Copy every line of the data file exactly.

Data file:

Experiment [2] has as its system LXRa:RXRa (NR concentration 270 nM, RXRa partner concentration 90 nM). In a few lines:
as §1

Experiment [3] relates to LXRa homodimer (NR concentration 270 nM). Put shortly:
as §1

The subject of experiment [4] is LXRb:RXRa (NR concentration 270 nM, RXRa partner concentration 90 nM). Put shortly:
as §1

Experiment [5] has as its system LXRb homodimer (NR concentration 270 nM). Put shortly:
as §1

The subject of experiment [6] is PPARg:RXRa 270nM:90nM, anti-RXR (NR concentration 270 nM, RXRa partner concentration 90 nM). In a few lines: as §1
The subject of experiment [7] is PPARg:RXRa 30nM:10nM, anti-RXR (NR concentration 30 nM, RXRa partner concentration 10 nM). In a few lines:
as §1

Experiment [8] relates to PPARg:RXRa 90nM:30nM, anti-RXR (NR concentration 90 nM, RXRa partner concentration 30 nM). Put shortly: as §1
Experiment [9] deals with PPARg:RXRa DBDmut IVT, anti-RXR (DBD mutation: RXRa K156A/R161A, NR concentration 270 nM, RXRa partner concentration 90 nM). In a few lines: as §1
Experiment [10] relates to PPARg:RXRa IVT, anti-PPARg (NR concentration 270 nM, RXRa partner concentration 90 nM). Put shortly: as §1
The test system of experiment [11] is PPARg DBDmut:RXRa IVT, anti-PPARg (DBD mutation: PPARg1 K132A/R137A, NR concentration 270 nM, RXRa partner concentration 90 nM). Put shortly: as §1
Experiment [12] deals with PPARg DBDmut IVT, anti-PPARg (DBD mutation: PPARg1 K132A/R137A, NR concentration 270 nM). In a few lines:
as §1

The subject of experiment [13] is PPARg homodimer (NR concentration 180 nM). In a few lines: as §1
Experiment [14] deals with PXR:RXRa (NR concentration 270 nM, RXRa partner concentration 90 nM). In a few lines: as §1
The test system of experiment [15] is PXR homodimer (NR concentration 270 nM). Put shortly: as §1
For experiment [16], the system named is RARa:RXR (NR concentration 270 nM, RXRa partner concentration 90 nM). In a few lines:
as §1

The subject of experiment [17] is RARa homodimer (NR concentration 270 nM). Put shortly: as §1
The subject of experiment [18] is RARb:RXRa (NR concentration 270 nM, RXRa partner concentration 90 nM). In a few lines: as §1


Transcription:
Experiment [2] has as its system LXRa:RXRa (NR concentration 270 nM, RXRa partner concentration 90 nM). In a few lines:
as §1

Experiment [3] relates to LXRa homodimer (NR concentration 270 nM). Put shortly:
as §1

The subject of experiment [4] is LXRb:RXRa (NR concentration 270 nM, RXRa partner concentration 90 nM). Put shortly:
as §1

Experiment [5] has as its system LXRb homodimer (NR concentration 270 nM). Put shortly:
as §1

The subject of experiment [6] is PPARg:RXRa 270nM:90nM, anti-RXR (NR concentration 270 nM, RXRa partner concentration 90 nM). In a few lines: as §1
The subject of experiment [7] is PPARg:RXRa 30nM:10nM, anti-RXR (NR concentration 30 nM, RXRa partner concentration 10 nM). In a few lines:
as §1

Experiment [8] relates to PPARg:RXRa 90nM:30nM, anti-RXR (NR concentration 90 nM, RXRa partner concentration 30 nM). Put shortly: as §1
Experiment [9] deals with PPARg:RXRa DBDmut IVT, anti-RXR (DBD mutation: RXRa K156A/R161A, NR concentration 270 nM, RXRa partner concentration 90 nM). In a few lines: as §1
Experiment [10] relates to PPARg:RXRa IVT, anti-PPARg (NR concentration 270 nM, RXRa partner concentration 90 nM). Put shortly: as §1
The test system of experiment [11] is PPARg DBDmut:RXRa IVT, anti-PPARg (DBD mutation: PPARg1 K132A/R137A, NR concentration 270 nM, RXRa partner concentration 90 nM). Put shortly: as §1
Experiment [12] deals with PPARg DBDmut IVT, anti-PPARg (DBD mutation: PPARg1 K132A/R137A, NR concentration 270 nM). In a few lines:
as §1

The subject of experiment [13] is PPARg homodimer (NR concentration 180 nM). In a few lines: as §1
Experiment [14] deals with PXR:RXRa (NR concentration 270 nM, RXRa partner concentration 90 nM). In a few lines: as §1
The test system of experiment [15] is PXR homodimer (NR concentration 270 nM). Put shortly: as §1
For experiment [16], the system named is RARa:RXR (NR concentration 270 nM, RXRa partner concentration 90 nM). In a few lines:
as §1

The subject of experiment [17] is RARa homodimer (NR concentration 270 nM). Put shortly: as §1
The subject of experiment [18] is RARb:RXRa (NR concentration 270 nM, RXRa partner concentration 90 nM). In a few lines: as §1